Also, Premiere Pro is my editing software of choice, because my work pays for it! If my work was on Avid, maybe I would be on that. But I think it wouldn’t make sense, as I have such a small team and Adobe Creative Cloud works so well together. The designers on my team are able to share color palettes with me, and I can access all that design information from our shared Creative Cloud library.
I also want people to know that I’m not just doing tutorials on Premiere Pro. I have expanded to include tutorials on how to give voiceover feedback and on video accessibility. I want to expand to also do more in After Effects and Illustrator. For instance, “How To Use Illustrator as a Video Editor.”
We live in a world now where a lot of time you need to know how to do it all, and this is what I hope Premiere Gal can provide. I really want “Gal” to be a comfortable online space where even beginners can ask questions and not be intimidated by technical jargon. At the end of the day, it’s all about storytelling, and if you think of that as your end goal, you can do anything if you put your mind to it.
Think of “Premiere” in Premiere Gal as an adjective for “awesome.”
The Film Buff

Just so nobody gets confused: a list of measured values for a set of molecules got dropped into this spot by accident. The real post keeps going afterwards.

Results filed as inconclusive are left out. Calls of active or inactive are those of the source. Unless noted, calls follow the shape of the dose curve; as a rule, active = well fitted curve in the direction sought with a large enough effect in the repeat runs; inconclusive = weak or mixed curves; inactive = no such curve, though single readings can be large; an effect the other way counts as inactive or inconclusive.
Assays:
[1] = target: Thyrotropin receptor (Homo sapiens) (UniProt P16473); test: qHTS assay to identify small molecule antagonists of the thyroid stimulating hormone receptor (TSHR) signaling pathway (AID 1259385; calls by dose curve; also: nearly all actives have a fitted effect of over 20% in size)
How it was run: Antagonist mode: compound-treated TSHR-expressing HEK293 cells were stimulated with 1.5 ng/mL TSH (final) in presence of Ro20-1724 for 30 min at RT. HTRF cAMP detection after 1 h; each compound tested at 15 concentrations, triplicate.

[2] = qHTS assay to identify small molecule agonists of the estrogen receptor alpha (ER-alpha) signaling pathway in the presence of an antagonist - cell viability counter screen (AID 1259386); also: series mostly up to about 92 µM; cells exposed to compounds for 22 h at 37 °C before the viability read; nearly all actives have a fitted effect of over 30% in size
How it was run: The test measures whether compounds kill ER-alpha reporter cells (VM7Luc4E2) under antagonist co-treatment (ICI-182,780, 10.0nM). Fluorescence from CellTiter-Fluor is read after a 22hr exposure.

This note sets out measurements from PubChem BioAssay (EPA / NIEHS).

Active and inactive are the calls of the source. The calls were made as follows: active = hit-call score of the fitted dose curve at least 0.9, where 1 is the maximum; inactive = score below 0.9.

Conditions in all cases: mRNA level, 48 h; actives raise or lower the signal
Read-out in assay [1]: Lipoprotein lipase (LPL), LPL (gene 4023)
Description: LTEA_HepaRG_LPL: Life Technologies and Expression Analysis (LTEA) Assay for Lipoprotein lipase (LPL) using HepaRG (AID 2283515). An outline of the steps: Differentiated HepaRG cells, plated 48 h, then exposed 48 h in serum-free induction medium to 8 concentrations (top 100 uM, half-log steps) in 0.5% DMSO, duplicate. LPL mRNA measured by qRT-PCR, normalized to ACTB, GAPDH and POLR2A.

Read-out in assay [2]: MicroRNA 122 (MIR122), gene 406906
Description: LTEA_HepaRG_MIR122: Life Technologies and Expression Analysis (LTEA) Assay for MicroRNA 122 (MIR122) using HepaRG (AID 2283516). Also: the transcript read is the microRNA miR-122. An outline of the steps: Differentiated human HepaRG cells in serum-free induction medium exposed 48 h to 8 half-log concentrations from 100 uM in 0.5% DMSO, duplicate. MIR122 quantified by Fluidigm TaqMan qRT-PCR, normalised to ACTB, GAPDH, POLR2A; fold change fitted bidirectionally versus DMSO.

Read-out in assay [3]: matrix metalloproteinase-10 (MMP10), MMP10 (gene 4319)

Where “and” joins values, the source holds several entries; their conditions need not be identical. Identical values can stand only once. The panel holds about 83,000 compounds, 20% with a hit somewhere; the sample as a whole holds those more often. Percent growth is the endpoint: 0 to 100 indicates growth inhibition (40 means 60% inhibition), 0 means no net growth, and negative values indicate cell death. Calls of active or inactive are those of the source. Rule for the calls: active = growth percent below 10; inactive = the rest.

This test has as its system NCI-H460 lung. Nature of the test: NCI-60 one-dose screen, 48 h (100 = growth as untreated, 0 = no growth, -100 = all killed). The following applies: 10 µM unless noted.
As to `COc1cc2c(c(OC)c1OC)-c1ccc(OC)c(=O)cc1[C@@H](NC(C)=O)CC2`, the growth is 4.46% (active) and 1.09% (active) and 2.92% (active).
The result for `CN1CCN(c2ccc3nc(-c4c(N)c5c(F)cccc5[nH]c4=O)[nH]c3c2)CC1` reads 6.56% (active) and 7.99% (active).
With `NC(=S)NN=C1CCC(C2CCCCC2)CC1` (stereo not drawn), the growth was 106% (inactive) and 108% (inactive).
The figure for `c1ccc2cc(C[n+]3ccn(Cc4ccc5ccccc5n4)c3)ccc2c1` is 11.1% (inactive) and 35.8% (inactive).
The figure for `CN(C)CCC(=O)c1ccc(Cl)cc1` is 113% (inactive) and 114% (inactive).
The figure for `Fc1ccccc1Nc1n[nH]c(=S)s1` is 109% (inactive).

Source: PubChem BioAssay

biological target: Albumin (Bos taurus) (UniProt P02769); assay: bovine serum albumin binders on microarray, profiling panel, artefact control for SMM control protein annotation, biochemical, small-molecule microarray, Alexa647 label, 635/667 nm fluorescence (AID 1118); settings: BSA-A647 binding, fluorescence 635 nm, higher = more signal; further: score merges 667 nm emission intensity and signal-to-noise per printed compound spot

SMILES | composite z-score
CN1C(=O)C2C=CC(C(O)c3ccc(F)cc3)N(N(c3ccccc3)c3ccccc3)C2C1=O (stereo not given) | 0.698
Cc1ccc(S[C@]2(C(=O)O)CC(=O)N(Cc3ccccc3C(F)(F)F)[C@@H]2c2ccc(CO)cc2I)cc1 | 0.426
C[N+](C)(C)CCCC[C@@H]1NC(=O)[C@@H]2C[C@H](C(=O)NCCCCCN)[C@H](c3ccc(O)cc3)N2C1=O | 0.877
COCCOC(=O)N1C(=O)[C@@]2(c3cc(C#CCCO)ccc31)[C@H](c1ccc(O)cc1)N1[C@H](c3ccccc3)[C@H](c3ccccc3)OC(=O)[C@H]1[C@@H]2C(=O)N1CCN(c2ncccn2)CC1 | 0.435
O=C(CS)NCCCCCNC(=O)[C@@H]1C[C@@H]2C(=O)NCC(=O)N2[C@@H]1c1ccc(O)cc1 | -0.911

Who are a few of your favorite editors and filmmakers?
My favorite editors and filmmakers are also great writers. I think you have to be a good storyteller! I like David O. Russell for his film, I <3 Huckabees — that movie cracks me up!
Marta Kauffman, co-creator of Friends and Grace & Frankie. She is a genius! If you haven’t seen Grace & Frankie, you need to watch it on Netflix. Jane Fonda and Lily Tomlin — do I need to say anything else? Lily Tomlin was also in I <3 Huckabees. She is by far my favorite actress.
My favorite editors change over time, but I think I base my favorite editors on the films that strike me the most as unique like The Diving Bell and the Butterfly in 2007. Most of this film comes from the eyes of a man with a condition called “locked-in syndrome” causing him to be paralyzed from the neck down and it still strikes me to this day! It was edited by Juliette Welfling.
Women in the Film Industry
What inspired you to create the Premiere Gal identity and YouTube Channel?
I realized how much I loved doing video tutorials after I did a couple of captioning tutorials for my day-job at work. I really enjoyed it and received positive feedback! I thought, why not just try to make my own company/brand that can specialize in tutorials and free education? I think that this is implied, but I think that including the “Gal” also gives more representation to all those amazing women filmmakers out there.